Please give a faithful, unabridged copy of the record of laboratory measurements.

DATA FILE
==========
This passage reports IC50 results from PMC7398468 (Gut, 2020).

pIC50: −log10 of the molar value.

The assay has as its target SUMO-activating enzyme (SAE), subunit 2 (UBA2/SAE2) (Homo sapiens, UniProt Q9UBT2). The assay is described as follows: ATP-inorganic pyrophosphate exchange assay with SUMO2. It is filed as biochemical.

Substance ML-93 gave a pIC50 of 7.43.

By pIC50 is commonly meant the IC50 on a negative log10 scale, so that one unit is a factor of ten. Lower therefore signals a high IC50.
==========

This passage reports IC50 results from PMC7398468 (Gut, 2020).

pIC50: −log10 of the molar value.

The assay has as its target SUMO-activating enzyme (SAE), subunit 2 (UBA2/SAE2) (Homo sapiens, UniProt Q9UBT2). The assay is described as follows: ATP-inorganic pyrophosphate exchange assay with SUMO2. It is filed as biochemical.

Substance ML-93 gave a pIC50 of 7.43.

By pIC50 is commonly meant the IC50 on a negative log10 scale, so that one unit is a factor of ten. Lower therefore signals a high IC50.